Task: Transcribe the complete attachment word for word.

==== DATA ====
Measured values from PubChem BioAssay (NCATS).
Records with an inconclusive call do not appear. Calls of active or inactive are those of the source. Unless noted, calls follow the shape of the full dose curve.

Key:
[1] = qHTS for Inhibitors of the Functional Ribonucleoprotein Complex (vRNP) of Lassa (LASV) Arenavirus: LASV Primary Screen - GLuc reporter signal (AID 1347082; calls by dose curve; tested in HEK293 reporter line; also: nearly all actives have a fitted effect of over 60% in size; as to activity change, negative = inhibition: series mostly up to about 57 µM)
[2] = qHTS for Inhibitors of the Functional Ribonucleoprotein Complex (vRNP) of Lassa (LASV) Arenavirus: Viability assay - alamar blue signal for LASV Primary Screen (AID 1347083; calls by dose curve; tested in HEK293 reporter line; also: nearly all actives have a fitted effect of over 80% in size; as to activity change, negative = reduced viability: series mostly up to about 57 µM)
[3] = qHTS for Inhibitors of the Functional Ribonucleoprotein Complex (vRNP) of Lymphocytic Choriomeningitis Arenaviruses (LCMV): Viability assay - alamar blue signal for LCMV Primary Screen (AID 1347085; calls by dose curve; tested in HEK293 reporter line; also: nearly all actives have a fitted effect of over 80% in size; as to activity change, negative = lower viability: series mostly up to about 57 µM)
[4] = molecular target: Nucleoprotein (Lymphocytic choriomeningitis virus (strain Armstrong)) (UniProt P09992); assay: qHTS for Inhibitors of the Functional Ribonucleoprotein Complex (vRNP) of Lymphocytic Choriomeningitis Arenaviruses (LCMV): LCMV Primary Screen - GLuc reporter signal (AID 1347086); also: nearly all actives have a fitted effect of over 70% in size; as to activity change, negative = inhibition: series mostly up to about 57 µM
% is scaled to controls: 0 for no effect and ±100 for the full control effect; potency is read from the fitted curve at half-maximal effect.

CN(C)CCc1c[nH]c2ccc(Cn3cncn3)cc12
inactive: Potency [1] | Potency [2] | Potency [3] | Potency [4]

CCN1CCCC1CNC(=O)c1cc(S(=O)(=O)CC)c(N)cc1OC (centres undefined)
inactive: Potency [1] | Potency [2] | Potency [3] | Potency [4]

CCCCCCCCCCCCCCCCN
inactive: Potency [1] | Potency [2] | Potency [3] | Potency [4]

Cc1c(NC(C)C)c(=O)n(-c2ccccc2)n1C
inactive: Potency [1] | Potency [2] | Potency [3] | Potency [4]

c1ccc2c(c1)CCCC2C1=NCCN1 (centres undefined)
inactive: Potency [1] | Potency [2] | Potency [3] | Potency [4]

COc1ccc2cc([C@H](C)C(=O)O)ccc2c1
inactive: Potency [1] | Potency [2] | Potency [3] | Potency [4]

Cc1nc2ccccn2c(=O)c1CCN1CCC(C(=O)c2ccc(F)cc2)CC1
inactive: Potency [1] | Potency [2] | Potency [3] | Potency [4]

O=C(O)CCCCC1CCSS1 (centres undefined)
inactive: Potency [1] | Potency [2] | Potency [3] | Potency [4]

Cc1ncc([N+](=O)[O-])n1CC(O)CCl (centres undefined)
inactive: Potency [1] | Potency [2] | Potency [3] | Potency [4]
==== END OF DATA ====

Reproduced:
Measured values from PubChem BioAssay (NCATS).
Records with an inconclusive call do not appear. Calls of active or inactive are those of the source. Unless noted, calls follow the shape of the full dose curve.

Key:
[1] = qHTS for Inhibitors of the Functional Ribonucleoprotein Complex (vRNP) of Lassa (LASV) Arenavirus: LASV Primary Screen - GLuc reporter signal (AID 1347082; calls by dose curve; tested in HEK293 reporter line; also: nearly all actives have a fitted effect of over 60% in size; as to activity change, negative = inhibition: series mostly up to about 57 µM)
[2] = qHTS for Inhibitors of the Functional Ribonucleoprotein Complex (vRNP) of Lassa (LASV) Arenavirus: Viability assay - alamar blue signal for LASV Primary Screen (AID 1347083; calls by dose curve; tested in HEK293 reporter line; also: nearly all actives have a fitted effect of over 80% in size; as to activity change, negative = reduced viability: series mostly up to about 57 µM)
[3] = qHTS for Inhibitors of the Functional Ribonucleoprotein Complex (vRNP) of Lymphocytic Choriomeningitis Arenaviruses (LCMV): Viability assay - alamar blue signal for LCMV Primary Screen (AID 1347085; calls by dose curve; tested in HEK293 reporter line; also: nearly all actives have a fitted effect of over 80% in size; as to activity change, negative = lower viability: series mostly up to about 57 µM)
[4] = molecular target: Nucleoprotein (Lymphocytic choriomeningitis virus (strain Armstrong)) (UniProt P09992); assay: qHTS for Inhibitors of the Functional Ribonucleoprotein Complex (vRNP) of Lymphocytic Choriomeningitis Arenaviruses (LCMV): LCMV Primary Screen - GLuc reporter signal (AID 1347086); also: nearly all actives have a fitted effect of over 70% in size; as to activity change, negative = inhibition: series mostly up to about 57 µM
% is scaled to controls: 0 for no effect and ±100 for the full control effect; potency is read from the fitted curve at half-maximal effect.

CN(C)CCc1c[nH]c2ccc(Cn3cncn3)cc12
inactive: Potency [1] | Potency [2] | Potency [3] | Potency [4]

CCN1CCCC1CNC(=O)c1cc(S(=O)(=O)CC)c(N)cc1OC (centres undefined)
inactive: Potency [1] | Potency [2] | Potency [3] | Potency [4]

CCCCCCCCCCCCCCCCN
inactive: Potency [1] | Potency [2] | Potency [3] | Potency [4]

Cc1c(NC(C)C)c(=O)n(-c2ccccc2)n1C
inactive: Potency [1] | Potency [2] | Potency [3] | Potency [4]

c1ccc2c(c1)CCCC2C1=NCCN1 (centres undefined)
inactive: Potency [1] | Potency [2] | Potency [3] | Potency [4]

COc1ccc2cc([C@H](C)C(=O)O)ccc2c1
inactive: Potency [1] | Potency [2] | Potency [3] | Potency [4]

Cc1nc2ccccn2c(=O)c1CCN1CCC(C(=O)c2ccc(F)cc2)CC1
inactive: Potency [1] | Potency [2] | Potency [3] | Potency [4]

O=C(O)CCCCC1CCSS1 (centres undefined)
inactive: Potency [1] | Potency [2] | Potency [3] | Potency [4]

Cc1ncc([N+](=O)[O-])n1CC(O)CCl (centres undefined)
inactive: Potency [1] | Potency [2] | Potency [3] | Potency [4]